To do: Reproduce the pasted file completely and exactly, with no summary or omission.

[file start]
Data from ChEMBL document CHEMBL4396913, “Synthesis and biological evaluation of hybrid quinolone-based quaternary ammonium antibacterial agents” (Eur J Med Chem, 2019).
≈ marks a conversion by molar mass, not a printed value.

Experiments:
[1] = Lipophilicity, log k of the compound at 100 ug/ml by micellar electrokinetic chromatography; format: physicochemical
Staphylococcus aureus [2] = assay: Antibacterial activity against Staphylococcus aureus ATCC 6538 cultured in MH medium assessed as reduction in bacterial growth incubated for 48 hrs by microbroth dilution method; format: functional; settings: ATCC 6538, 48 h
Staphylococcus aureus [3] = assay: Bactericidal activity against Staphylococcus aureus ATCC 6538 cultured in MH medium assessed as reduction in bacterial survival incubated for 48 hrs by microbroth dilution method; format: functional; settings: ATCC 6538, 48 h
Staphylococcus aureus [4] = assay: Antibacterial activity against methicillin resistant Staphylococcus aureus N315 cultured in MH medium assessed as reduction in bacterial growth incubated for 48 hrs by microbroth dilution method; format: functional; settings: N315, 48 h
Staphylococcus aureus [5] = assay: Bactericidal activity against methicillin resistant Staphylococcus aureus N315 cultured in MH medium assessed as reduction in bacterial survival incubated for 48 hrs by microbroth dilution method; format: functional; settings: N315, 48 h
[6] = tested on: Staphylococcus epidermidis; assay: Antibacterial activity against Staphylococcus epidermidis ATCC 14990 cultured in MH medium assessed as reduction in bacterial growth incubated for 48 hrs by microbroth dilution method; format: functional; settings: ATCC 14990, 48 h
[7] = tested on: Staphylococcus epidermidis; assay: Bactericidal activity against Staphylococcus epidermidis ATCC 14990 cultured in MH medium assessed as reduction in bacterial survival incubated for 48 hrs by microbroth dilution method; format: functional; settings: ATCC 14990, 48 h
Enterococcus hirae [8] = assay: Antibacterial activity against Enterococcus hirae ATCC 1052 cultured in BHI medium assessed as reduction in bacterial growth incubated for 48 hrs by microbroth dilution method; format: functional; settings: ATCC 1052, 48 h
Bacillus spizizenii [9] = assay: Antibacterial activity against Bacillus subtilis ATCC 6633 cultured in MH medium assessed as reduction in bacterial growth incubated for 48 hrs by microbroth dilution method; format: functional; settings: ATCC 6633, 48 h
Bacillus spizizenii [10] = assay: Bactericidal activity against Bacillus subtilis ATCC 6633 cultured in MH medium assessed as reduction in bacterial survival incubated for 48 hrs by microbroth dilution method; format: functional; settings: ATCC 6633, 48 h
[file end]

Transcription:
Data from ChEMBL document CHEMBL4396913, “Synthesis and biological evaluation of hybrid quinolone-based quaternary ammonium antibacterial agents” (Eur J Med Chem, 2019).
≈ marks a conversion by molar mass, not a printed value.

Experiments:
[1] = Lipophilicity, log k of the compound at 100 ug/ml by micellar electrokinetic chromatography; format: physicochemical
Staphylococcus aureus [2] = assay: Antibacterial activity against Staphylococcus aureus ATCC 6538 cultured in MH medium assessed as reduction in bacterial growth incubated for 48 hrs by microbroth dilution method; format: functional; settings: ATCC 6538, 48 h
Staphylococcus aureus [3] = assay: Bactericidal activity against Staphylococcus aureus ATCC 6538 cultured in MH medium assessed as reduction in bacterial survival incubated for 48 hrs by microbroth dilution method; format: functional; settings: ATCC 6538, 48 h
Staphylococcus aureus [4] = assay: Antibacterial activity against methicillin resistant Staphylococcus aureus N315 cultured in MH medium assessed as reduction in bacterial growth incubated for 48 hrs by microbroth dilution method; format: functional; settings: N315, 48 h
Staphylococcus aureus [5] = assay: Bactericidal activity against methicillin resistant Staphylococcus aureus N315 cultured in MH medium assessed as reduction in bacterial survival incubated for 48 hrs by microbroth dilution method; format: functional; settings: N315, 48 h
[6] = tested on: Staphylococcus epidermidis; assay: Antibacterial activity against Staphylococcus epidermidis ATCC 14990 cultured in MH medium assessed as reduction in bacterial growth incubated for 48 hrs by microbroth dilution method; format: functional; settings: ATCC 14990, 48 h
[7] = tested on: Staphylococcus epidermidis; assay: Bactericidal activity against Staphylococcus epidermidis ATCC 14990 cultured in MH medium assessed as reduction in bacterial survival incubated for 48 hrs by microbroth dilution method; format: functional; settings: ATCC 14990, 48 h
Enterococcus hirae [8] = assay: Antibacterial activity against Enterococcus hirae ATCC 1052 cultured in BHI medium assessed as reduction in bacterial growth incubated for 48 hrs by microbroth dilution method; format: functional; settings: ATCC 1052, 48 h
Bacillus spizizenii [9] = assay: Antibacterial activity against Bacillus subtilis ATCC 6633 cultured in MH medium assessed as reduction in bacterial growth incubated for 48 hrs by microbroth dilution method; format: functional; settings: ATCC 6633, 48 h
Bacillus spizizenii [10] = assay: Bactericidal activity against Bacillus subtilis ATCC 6633 cultured in MH medium assessed as reduction in bacterial survival incubated for 48 hrs by microbroth dilution method; format: functional; settings: ATCC 6633, 48 h